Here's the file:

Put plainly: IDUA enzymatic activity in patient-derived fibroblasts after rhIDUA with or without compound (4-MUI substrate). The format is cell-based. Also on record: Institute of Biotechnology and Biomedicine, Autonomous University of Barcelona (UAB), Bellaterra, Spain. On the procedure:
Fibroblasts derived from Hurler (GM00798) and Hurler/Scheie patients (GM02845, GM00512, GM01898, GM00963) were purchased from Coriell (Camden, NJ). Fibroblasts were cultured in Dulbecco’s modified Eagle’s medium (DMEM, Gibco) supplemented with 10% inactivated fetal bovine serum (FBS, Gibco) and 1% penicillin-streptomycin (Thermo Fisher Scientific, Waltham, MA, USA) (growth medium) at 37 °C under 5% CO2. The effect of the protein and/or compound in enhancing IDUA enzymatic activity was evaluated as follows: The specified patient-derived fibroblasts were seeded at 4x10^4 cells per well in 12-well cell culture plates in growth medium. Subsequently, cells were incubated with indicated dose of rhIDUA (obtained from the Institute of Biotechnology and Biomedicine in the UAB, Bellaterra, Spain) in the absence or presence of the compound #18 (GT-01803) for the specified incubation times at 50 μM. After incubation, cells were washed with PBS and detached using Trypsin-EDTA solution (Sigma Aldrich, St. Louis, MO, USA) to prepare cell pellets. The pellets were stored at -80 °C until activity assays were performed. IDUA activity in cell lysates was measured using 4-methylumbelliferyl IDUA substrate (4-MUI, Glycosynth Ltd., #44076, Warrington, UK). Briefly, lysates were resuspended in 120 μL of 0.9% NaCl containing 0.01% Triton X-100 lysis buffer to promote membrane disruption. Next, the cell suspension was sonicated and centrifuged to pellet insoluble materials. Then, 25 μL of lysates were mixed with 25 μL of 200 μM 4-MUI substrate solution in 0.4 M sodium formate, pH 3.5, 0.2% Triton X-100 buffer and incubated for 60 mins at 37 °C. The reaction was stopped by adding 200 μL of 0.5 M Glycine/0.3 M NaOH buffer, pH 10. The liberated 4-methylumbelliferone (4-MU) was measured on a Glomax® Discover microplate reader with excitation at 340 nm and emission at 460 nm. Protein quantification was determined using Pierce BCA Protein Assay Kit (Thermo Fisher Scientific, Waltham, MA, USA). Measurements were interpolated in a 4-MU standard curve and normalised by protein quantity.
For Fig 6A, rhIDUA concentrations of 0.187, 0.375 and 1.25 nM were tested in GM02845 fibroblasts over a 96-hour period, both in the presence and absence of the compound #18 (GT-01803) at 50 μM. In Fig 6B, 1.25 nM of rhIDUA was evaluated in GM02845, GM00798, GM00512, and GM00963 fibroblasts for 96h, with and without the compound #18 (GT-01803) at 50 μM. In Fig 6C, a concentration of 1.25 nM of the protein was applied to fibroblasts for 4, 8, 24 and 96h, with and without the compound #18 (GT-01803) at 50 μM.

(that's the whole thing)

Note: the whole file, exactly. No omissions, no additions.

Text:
Put plainly: IDUA enzymatic activity in patient-derived fibroblasts after rhIDUA with or without compound (4-MUI substrate). The format is cell-based. Also on record: Institute of Biotechnology and Biomedicine, Autonomous University of Barcelona (UAB), Bellaterra, Spain. On the procedure:
Fibroblasts derived from Hurler (GM00798) and Hurler/Scheie patients (GM02845, GM00512, GM01898, GM00963) were purchased from Coriell (Camden, NJ). Fibroblasts were cultured in Dulbecco’s modified Eagle’s medium (DMEM, Gibco) supplemented with 10% inactivated fetal bovine serum (FBS, Gibco) and 1% penicillin-streptomycin (Thermo Fisher Scientific, Waltham, MA, USA) (growth medium) at 37 °C under 5% CO2. The effect of the protein and/or compound in enhancing IDUA enzymatic activity was evaluated as follows: The specified patient-derived fibroblasts were seeded at 4x10^4 cells per well in 12-well cell culture plates in growth medium. Subsequently, cells were incubated with indicated dose of rhIDUA (obtained from the Institute of Biotechnology and Biomedicine in the UAB, Bellaterra, Spain) in the absence or presence of the compound #18 (GT-01803) for the specified incubation times at 50 μM. After incubation, cells were washed with PBS and detached using Trypsin-EDTA solution (Sigma Aldrich, St. Louis, MO, USA) to prepare cell pellets. The pellets were stored at -80 °C until activity assays were performed. IDUA activity in cell lysates was measured using 4-methylumbelliferyl IDUA substrate (4-MUI, Glycosynth Ltd., #44076, Warrington, UK). Briefly, lysates were resuspended in 120 μL of 0.9% NaCl containing 0.01% Triton X-100 lysis buffer to promote membrane disruption. Next, the cell suspension was sonicated and centrifuged to pellet insoluble materials. Then, 25 μL of lysates were mixed with 25 μL of 200 μM 4-MUI substrate solution in 0.4 M sodium formate, pH 3.5, 0.2% Triton X-100 buffer and incubated for 60 mins at 37 °C. The reaction was stopped by adding 200 μL of 0.5 M Glycine/0.3 M NaOH buffer, pH 10. The liberated 4-methylumbelliferone (4-MU) was measured on a Glomax® Discover microplate reader with excitation at 340 nm and emission at 460 nm. Protein quantification was determined using Pierce BCA Protein Assay Kit (Thermo Fisher Scientific, Waltham, MA, USA). Measurements were interpolated in a 4-MU standard curve and normalised by protein quantity.
For Fig 6A, rhIDUA concentrations of 0.187, 0.375 and 1.25 nM were tested in GM02845 fibroblasts over a 96-hour period, both in the presence and absence of the compound #18 (GT-01803) at 50 μM. In Fig 6B, 1.25 nM of rhIDUA was evaluated in GM02845, GM00798, GM00512, and GM00963 fibroblasts for 96h, with and without the compound #18 (GT-01803) at 50 μM. In Fig 6C, a concentration of 1.25 nM of the protein was applied to fibroblasts for 4, 8, 24 and 96h, with and without the compound #18 (GT-01803) at 50 μM.